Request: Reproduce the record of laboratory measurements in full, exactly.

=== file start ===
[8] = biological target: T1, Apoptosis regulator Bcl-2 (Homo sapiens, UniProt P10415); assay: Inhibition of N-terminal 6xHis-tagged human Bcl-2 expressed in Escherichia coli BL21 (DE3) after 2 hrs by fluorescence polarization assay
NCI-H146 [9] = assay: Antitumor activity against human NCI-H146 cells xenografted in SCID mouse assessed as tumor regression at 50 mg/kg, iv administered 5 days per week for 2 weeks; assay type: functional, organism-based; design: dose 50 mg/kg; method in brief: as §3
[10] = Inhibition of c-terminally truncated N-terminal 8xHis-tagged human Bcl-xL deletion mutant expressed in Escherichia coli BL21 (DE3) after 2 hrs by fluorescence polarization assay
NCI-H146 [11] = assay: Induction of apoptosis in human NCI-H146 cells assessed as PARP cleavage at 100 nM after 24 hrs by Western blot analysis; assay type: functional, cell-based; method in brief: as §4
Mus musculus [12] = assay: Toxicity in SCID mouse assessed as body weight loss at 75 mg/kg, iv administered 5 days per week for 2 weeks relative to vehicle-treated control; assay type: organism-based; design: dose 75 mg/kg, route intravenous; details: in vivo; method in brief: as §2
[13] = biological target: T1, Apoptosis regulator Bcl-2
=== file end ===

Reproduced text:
[8] = biological target: T1, Apoptosis regulator Bcl-2 (Homo sapiens, UniProt P10415); assay: Inhibition of N-terminal 6xHis-tagged human Bcl-2 expressed in Escherichia coli BL21 (DE3) after 2 hrs by fluorescence polarization assay
NCI-H146 [9] = assay: Antitumor activity against human NCI-H146 cells xenografted in SCID mouse assessed as tumor regression at 50 mg/kg, iv administered 5 days per week for 2 weeks; assay type: functional, organism-based; design: dose 50 mg/kg; method in brief: as §3
[10] = Inhibition of c-terminally truncated N-terminal 8xHis-tagged human Bcl-xL deletion mutant expressed in Escherichia coli BL21 (DE3) after 2 hrs by fluorescence polarization assay
NCI-H146 [11] = assay: Induction of apoptosis in human NCI-H146 cells assessed as PARP cleavage at 100 nM after 24 hrs by Western blot analysis; assay type: functional, cell-based; method in brief: as §4
Mus musculus [12] = assay: Toxicity in SCID mouse assessed as body weight loss at 75 mg/kg, iv administered 5 days per week for 2 weeks relative to vehicle-treated control; assay type: organism-based; design: dose 75 mg/kg, route intravenous; details: in vivo; method in brief: as §2
[13] = biological target: T1, Apoptosis regulator Bcl-2